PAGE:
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A funny thing happened after a recent move – after setting up my wireless router in a new apartment, no matter how I tried, I couldn’t change the name of the device’s wired network connection on any of the Windows 8 machines physically attached to it. Puzzling? Very.
If you’re practicing lax password management and hygiene, it’s only a matter of time until one of the increasingly numerous large-scale security breaches burns you. Stop being thankful you dodged the past security breach bullets and armor yourself against the future ones. Read on as we show you how to audit your passwords and protect yourself.
Since Windows 8.1 has launched, a lot that has changed. Not so much with the Control Panel, but the Metro-themed “PC settings” that have definitely taken on more and more responsibilities; many control panels have finally been rolled into the PC settings, and we can probably expect that trend to continue as Microsoft introduces new versions of Windows 8.
Taking ownership of system files or folders in Windows is not a simple task. Whether you use the GUI or the command line, it takes far too many steps. This method works in Windows Vista, 7, 8, and 8.1, and it maybe works in XP, though you won’t need it there.
Few amenities in the modern digital workflow are so widely available but so widely ignored (or outright abused) as the the email BCC function. If you’re guilty of misusing or neglecting its power (and there’s a good chance you are), it’s time to repent and, in the process, cut down on spam and protect the privacy of your friends and family.
The new backup utilities in Windows 7 are actually pretty impressive and creating an image will be possible in all versions. Today we take a look at creating a backup image of your machine without the need for a third party utility like Ghost or True Image.
It has now been over a year since Windows 8 was released. A lot has happened — we’re now on Windows 8.1 and new devices running Intel’s Haswell and Bay Trail chips are coming out every day. Touch-enabled laptops, convertibles, and Windows tablets are getting cheaper and more common.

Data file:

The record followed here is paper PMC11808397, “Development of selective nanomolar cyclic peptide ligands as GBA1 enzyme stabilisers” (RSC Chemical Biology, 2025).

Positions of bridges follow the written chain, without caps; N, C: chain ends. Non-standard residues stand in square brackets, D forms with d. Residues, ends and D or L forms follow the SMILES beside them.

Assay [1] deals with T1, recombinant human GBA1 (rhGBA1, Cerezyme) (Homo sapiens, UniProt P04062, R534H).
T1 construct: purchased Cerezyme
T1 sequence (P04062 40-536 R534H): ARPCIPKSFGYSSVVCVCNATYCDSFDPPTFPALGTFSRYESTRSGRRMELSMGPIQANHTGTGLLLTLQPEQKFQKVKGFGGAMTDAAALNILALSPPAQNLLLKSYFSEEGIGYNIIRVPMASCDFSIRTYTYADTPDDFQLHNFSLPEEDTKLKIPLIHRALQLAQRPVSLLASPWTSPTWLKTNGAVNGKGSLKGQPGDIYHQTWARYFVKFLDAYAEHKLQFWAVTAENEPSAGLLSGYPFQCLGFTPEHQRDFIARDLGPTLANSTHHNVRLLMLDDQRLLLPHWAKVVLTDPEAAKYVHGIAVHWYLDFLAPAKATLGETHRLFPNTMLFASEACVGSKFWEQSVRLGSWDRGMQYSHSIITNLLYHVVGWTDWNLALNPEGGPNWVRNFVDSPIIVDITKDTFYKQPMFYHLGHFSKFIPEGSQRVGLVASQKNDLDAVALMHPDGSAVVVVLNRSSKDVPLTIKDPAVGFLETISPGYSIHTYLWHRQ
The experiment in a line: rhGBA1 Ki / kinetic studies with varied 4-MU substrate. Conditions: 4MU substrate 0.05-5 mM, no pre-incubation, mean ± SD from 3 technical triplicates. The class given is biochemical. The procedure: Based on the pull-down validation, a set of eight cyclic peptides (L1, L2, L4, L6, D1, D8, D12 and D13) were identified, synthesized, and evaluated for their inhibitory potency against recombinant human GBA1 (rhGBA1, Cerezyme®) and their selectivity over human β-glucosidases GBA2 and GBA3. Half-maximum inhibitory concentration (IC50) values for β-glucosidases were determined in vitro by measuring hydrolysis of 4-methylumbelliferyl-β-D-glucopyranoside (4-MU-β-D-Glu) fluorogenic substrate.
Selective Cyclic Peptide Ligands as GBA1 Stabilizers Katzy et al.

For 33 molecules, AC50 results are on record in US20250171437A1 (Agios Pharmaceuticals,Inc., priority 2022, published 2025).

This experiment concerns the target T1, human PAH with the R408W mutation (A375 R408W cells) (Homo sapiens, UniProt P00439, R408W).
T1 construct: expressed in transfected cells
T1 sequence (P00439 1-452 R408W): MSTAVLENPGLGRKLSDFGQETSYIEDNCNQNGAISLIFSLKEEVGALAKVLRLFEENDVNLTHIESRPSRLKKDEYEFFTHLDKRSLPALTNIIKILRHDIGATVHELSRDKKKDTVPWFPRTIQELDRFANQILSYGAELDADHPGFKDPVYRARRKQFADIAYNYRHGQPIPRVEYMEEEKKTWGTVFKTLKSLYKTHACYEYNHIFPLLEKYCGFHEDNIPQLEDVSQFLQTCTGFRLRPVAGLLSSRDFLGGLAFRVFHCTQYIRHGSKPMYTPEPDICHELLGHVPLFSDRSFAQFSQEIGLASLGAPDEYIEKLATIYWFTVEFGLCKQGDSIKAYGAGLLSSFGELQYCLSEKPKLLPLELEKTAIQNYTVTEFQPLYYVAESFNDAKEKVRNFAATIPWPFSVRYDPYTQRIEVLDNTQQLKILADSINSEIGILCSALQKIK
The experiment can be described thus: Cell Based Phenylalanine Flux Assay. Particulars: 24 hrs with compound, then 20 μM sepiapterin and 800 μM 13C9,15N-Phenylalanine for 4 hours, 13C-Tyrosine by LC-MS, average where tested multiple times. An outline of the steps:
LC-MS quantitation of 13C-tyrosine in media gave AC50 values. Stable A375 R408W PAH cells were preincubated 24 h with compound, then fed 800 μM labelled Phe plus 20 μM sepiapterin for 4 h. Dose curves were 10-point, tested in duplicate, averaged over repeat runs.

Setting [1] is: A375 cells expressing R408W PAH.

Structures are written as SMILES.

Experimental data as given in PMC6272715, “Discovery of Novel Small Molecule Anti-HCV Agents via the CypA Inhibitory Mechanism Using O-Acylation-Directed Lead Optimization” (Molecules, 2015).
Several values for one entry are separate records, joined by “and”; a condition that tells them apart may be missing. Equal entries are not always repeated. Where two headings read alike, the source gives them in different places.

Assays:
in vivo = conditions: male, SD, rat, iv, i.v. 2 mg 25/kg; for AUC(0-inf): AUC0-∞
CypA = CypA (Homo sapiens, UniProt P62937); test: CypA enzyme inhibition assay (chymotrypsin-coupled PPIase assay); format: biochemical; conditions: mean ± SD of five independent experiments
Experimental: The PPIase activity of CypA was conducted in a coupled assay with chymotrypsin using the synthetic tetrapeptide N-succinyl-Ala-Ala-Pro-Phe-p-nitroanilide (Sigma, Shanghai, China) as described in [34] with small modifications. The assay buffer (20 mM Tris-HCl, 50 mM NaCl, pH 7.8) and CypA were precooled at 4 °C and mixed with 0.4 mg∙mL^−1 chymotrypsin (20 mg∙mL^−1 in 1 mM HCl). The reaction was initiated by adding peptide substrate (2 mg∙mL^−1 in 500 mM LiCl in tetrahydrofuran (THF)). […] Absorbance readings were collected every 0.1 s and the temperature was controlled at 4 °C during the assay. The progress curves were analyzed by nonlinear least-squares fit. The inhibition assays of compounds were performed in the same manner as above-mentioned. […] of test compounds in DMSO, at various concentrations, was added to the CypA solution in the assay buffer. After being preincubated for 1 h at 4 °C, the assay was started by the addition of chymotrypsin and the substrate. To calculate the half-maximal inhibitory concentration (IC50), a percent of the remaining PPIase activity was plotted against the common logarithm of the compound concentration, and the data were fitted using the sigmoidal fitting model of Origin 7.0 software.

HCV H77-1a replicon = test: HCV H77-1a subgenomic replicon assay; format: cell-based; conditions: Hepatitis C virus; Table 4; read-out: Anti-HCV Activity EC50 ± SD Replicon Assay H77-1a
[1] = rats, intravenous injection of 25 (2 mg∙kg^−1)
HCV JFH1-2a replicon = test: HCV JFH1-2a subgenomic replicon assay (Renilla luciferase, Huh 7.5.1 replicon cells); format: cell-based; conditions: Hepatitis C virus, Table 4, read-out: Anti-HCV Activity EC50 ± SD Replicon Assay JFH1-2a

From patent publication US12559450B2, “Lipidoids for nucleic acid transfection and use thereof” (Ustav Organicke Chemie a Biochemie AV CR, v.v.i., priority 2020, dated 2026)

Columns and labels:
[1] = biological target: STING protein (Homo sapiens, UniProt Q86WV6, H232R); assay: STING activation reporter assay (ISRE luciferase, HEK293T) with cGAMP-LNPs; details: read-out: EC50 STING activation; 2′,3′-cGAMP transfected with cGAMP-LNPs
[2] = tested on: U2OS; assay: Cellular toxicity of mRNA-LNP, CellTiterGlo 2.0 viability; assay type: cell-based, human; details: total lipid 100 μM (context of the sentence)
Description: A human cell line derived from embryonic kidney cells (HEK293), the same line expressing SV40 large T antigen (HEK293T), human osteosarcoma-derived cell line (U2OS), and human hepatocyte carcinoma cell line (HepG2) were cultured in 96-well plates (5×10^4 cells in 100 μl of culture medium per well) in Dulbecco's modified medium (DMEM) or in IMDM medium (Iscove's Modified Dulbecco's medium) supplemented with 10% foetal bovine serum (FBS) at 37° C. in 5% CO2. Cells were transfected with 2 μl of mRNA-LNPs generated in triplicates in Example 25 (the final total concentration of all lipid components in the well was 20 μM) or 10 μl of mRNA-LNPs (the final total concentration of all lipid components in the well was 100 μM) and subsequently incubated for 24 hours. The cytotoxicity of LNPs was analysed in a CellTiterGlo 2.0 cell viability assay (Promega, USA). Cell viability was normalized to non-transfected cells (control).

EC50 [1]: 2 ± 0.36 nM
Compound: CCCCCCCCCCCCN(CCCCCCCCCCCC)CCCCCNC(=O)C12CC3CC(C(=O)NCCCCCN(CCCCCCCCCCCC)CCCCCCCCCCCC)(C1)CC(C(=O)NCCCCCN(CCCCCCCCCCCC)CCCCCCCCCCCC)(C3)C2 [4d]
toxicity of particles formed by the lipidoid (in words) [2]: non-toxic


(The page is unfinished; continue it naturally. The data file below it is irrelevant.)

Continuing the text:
I’ve previously written about a way to enable or disable UAC from the command line. This is an easier method that you can use to do the same thing from the GUI interface in either Windows 7, 8, 8.1, or Vista. To recap my earlier article, UAC is ANNOYING.
Windows informs you a program has stopped responding, you opt to close the program and nothing happens, you try to terminate it in Task Manager and nothing happens, and there you are, stuck with a failed but unslayable program. What can you do? Read on as we help an HTG reader slay his dragon.
We’ve written some particularly negative things about Windows recently, focusing on the reasons why using the traditional Windows desktop can be a frustrating experience. Do we just hate Windows? Not at all. The Windows desktop is an amazing platform.
You’ve created several signatures that you use for various types of emails. Then, you get a new machine and have to set up Windows and all your programs again. However, you can easily preserve your signatures in Outlook and restore them to the new machine.
While there are many alternatives, Microsoft’s Remote Desktop is a perfectly viable option for accessing other computers, but it has to be properly secured. After recommended security measures are in place, Remote Desktop is a powerful tool for geeks to use and lets you avoid installing third party apps for this type of functionality.